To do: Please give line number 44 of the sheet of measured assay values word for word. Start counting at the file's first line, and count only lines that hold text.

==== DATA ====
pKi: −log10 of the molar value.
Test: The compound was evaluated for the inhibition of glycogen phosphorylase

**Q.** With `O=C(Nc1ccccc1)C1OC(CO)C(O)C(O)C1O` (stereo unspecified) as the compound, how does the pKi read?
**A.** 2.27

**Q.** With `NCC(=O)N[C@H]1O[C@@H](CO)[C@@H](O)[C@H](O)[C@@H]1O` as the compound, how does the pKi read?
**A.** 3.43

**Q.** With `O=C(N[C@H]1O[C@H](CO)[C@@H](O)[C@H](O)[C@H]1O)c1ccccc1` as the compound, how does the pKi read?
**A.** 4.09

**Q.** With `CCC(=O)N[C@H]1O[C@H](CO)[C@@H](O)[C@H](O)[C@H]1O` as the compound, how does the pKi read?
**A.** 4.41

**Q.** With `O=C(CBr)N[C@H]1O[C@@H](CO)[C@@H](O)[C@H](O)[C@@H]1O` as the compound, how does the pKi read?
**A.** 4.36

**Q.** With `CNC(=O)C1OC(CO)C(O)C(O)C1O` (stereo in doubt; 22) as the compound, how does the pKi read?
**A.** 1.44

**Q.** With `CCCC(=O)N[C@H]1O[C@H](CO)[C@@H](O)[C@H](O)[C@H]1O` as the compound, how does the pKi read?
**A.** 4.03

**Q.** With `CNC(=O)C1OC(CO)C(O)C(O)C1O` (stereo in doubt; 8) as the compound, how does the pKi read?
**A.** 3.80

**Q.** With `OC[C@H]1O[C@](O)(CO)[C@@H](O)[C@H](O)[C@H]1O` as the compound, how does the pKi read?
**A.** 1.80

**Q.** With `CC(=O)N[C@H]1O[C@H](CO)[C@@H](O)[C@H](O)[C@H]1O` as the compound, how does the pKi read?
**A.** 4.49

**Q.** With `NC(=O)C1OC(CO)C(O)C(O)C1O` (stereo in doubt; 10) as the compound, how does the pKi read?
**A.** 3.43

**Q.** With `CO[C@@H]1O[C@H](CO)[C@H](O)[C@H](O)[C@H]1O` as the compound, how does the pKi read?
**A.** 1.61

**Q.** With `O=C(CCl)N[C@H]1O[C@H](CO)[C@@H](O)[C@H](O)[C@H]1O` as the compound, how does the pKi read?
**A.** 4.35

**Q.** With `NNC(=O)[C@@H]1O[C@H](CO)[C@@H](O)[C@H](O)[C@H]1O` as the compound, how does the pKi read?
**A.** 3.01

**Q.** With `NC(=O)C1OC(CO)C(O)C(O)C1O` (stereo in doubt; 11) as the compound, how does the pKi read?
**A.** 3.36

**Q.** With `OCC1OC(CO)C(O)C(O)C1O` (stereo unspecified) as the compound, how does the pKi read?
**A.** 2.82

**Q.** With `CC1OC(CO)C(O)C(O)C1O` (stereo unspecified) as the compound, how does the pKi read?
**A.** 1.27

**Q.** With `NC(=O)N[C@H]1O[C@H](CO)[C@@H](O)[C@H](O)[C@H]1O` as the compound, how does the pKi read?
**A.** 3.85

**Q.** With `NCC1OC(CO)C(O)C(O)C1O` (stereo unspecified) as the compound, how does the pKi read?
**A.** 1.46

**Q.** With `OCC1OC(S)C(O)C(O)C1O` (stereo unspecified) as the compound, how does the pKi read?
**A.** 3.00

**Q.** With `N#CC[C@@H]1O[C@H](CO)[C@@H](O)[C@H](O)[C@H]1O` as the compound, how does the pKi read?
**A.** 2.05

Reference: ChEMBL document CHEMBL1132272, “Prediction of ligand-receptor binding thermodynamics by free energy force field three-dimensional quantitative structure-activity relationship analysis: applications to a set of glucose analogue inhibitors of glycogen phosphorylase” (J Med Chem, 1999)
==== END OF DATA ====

**A.** 2.05